My peeps are good folks. They are good friends to have, the type who will pull over on the road and help you change a tire or who will bring you some food when you mother dies. They go to church on Sunday and maybe sit on a committee or two or work in the food bank or deliver food for Meals on Wheels. They feel there is too much sex and violence in the media and are not too fond of all the cursing, either. No matter what your skin color, they will help you if you need it. They have guns—and use them. Even women hunt. I love them.

But, they have big problems with government and wonder about liberals and progressives, too. More specifically:

  • many feel they do not matter to government and that their voices will not be heard;
  • they find people on the coast condescending and arrogant. They feel that these people look down on them and consider them to be ignorant racists;
  • they perceive their values are quite different from “liberals” (they tend to be Christian, sexually modest and community-oriented);
  • they hate what they see as government giveaways (pretty much those things that are the safety net—welfare, food stamps and Medicaid);
  • they don’t like affirmation action and wonder how racism can be ended with such racial consciousness;
  • they are suspicious of big government, as well as Muslims and Islam;
  • they watch Fox News and listen to Rush, O’Reilly and Hannity; and,
  • they have guns and think liberals look down upon them for this.

When I read or hear these good folks belittled, I sometimes think that it is their critics who are the bigots.



Democrats! Relax, Breathe in– and Get Ready to Work

Talk about disappointed and angry white males, I’ve been out of sorts since late Tuesday night. I haven’t killed anybody, but have embarrassed myself with two seperate rants. Forgive me, Customer Service Department at Express Scripts!

Teeth-gnashing, second-guessing and fault-finding began after the first vote totals began. It continues today, as it will for some time. May we not circle the wagons and shoot in. Instead, let’s breathe in, relax and take some time reflecting and assessing. Along the way, there are a few things to consider.

  • Democrats didn’t turn out. As of this writing, Hillary has received 59,938,290 votes. Obama received 65,915,79 in 2012 and 69,498,516 in 2008.
  • Republican vote was also less than four years ago. Trump received 59,704,886,less than the 60,933,504 that Romney received AND less than McCain’s 59,948,323.
  • White, male working class voters did come out in greater numbers for Trump, especially in the heretofore “Blue Wall” states that Trump won.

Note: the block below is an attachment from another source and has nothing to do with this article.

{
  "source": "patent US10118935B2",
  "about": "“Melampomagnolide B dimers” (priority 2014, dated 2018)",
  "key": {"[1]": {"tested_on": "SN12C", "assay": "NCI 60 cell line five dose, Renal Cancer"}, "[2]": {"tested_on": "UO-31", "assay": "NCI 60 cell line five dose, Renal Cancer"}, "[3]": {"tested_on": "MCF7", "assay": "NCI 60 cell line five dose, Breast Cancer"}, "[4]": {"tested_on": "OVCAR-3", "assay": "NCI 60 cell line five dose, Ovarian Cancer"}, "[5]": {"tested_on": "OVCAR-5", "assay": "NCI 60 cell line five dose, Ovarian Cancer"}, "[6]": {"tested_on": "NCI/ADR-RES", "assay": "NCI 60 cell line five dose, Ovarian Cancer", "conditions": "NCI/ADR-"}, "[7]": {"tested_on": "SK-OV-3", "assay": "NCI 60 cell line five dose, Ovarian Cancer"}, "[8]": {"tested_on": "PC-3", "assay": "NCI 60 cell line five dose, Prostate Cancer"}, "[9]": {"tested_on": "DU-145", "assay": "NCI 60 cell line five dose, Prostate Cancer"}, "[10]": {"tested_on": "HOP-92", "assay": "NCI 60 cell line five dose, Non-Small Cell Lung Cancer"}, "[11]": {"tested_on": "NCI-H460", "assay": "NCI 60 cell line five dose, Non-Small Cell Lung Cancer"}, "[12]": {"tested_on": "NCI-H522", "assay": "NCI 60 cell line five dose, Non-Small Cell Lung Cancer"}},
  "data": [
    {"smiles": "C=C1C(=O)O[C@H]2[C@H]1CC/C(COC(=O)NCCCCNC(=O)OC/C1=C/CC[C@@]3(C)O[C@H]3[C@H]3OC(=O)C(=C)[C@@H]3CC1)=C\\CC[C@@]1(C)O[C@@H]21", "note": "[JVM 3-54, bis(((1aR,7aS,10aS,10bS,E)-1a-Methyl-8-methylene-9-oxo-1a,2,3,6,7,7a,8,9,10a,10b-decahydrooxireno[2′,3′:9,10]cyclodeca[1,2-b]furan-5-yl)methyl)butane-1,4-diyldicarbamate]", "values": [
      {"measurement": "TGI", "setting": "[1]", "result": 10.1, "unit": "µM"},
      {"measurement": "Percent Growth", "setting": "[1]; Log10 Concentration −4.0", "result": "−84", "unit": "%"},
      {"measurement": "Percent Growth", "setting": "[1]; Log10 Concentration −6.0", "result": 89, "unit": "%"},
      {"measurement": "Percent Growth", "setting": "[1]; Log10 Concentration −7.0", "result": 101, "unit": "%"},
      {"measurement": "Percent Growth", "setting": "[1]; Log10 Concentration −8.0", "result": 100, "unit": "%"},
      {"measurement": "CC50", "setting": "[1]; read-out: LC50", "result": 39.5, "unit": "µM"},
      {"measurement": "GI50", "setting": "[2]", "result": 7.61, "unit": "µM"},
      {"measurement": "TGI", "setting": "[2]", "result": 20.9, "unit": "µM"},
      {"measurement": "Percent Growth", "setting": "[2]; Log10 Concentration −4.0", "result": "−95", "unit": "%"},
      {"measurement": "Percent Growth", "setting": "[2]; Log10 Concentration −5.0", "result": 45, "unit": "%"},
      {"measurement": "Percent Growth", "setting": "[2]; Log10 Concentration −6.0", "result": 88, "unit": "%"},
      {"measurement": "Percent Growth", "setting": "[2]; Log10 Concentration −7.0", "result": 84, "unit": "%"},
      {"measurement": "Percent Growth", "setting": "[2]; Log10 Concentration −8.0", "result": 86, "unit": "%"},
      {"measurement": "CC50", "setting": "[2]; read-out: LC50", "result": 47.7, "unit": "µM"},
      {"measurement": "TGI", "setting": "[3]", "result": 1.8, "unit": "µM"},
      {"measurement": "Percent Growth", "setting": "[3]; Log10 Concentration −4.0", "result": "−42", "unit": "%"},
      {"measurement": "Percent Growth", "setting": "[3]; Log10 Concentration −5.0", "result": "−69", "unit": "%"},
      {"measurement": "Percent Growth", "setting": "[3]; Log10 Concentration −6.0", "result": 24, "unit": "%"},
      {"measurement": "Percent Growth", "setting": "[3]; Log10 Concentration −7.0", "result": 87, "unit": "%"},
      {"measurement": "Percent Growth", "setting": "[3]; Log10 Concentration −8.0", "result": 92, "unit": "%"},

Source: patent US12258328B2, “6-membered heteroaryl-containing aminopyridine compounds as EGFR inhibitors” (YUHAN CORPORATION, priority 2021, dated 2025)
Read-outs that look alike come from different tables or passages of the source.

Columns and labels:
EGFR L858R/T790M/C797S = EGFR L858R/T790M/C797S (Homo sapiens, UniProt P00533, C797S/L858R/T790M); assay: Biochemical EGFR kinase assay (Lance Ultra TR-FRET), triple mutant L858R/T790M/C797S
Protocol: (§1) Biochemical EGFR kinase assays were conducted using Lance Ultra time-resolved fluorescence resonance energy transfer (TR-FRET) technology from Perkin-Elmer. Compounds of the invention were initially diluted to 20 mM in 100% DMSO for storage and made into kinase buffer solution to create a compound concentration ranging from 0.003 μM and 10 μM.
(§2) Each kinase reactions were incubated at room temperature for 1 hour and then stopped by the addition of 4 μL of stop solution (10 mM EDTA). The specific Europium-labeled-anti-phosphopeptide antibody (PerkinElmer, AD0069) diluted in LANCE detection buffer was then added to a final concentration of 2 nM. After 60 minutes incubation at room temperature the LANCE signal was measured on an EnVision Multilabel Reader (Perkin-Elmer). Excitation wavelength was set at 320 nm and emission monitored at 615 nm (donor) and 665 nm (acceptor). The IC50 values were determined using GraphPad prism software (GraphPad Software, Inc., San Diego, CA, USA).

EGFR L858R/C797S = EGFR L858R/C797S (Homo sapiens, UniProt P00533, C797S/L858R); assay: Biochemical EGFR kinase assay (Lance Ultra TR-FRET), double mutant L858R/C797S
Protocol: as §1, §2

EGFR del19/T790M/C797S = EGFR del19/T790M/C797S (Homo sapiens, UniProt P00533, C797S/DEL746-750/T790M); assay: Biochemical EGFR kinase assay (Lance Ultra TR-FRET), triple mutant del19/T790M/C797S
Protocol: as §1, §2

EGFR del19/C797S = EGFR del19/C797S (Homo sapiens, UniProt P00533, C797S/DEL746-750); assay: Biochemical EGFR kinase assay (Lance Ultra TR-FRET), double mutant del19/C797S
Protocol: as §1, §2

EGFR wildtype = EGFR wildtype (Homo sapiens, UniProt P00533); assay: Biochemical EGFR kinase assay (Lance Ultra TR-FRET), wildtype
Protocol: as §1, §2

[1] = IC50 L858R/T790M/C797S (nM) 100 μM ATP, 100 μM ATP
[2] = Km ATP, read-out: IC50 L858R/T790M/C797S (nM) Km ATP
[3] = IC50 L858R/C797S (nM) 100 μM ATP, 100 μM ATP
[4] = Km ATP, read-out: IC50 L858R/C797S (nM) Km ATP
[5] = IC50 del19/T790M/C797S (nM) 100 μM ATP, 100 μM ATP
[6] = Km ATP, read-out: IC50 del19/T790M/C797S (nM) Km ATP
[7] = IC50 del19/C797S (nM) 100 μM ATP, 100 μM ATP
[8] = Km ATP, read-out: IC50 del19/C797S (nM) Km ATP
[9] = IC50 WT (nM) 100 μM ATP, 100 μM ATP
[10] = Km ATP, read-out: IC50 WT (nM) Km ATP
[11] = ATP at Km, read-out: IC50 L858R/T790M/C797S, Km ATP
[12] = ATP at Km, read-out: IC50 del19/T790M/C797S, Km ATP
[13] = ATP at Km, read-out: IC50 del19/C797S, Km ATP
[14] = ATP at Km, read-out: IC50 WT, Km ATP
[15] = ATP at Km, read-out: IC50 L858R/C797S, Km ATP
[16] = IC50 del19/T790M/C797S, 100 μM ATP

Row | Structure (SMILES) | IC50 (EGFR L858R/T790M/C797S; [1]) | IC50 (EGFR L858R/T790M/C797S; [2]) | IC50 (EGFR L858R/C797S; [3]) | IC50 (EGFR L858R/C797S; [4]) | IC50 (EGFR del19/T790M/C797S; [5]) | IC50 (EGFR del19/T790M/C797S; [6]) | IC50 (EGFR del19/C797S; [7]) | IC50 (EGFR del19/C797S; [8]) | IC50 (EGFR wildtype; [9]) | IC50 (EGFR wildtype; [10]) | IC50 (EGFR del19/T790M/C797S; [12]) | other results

• However, if the Democrat vote had turned out in those states, Hillary would have won.
  • Don’t believe the pundits and their opinions right now. They were wrong last week and for months and even years before that.
  • We don’t need to address the discrete issue of jobs and opportunities for angry white males in the Rust Belt or elsewhere, but jobs and opportunities for both genders in all parts of the country. This especially includes inner cities and Greater Appalachia.
  • We are weaker in local and state offices than we are in presidential vote. Talk about your ground game! It turns out that there is one we have ignored.
  • Sexism, racism, nativism and xenophobia affected some voters, but we will never be able to figure out who or in what proportion. So, we don’t need to call anybody “deplorables,” but need to focus instead on our goals and tactics.

Meanwhile, let’s also remember that we our values to use in deciding upon those goals and tactics. In her concession speech, Hillary said:

“So, let’s do all we can to keep advancing the causes and values we all hold dear: making our economy work for everyone, not just those at the top; protecting our country and protecting our planet; and breaking down all the barriers that hold anyone back from achieving their dreams. We’ve spent a year and a half bringing together millions of people from every corner of our country to say with one voice that we believe that the American Dream is big enough for everyone — for people of all races and religions, for men and women, for immigrants, for LGBT people, and people with disabilities.”

You might say it a little bit differently, but those are values worth working and fighting for.